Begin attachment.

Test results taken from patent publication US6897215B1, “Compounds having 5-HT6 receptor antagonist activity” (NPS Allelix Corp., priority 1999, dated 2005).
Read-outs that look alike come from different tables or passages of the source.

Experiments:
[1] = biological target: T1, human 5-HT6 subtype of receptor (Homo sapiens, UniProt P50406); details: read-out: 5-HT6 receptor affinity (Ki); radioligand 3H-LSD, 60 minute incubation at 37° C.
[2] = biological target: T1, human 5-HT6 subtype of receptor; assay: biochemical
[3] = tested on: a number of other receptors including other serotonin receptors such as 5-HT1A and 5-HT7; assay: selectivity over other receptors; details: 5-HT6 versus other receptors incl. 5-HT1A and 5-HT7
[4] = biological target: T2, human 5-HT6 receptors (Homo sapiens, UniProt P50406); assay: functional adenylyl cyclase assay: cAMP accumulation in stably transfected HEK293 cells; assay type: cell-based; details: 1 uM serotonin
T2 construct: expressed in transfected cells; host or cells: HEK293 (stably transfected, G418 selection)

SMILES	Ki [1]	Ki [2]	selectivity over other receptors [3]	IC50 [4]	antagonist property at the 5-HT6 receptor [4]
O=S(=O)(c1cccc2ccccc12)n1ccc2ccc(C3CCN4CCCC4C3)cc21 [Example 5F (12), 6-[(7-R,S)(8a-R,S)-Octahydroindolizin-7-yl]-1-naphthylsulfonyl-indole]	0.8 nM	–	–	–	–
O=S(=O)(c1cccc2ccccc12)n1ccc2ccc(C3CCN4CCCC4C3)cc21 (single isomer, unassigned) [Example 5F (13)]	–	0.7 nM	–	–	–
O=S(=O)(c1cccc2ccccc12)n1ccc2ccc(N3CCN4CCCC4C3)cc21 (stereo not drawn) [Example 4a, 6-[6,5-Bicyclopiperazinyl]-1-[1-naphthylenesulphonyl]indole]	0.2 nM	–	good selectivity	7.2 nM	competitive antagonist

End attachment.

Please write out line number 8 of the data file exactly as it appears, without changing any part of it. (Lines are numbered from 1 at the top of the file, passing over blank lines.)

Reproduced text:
T2 construct: expressed in transfected cells; host or cells: HEK293 (stably transfected, G418 selection)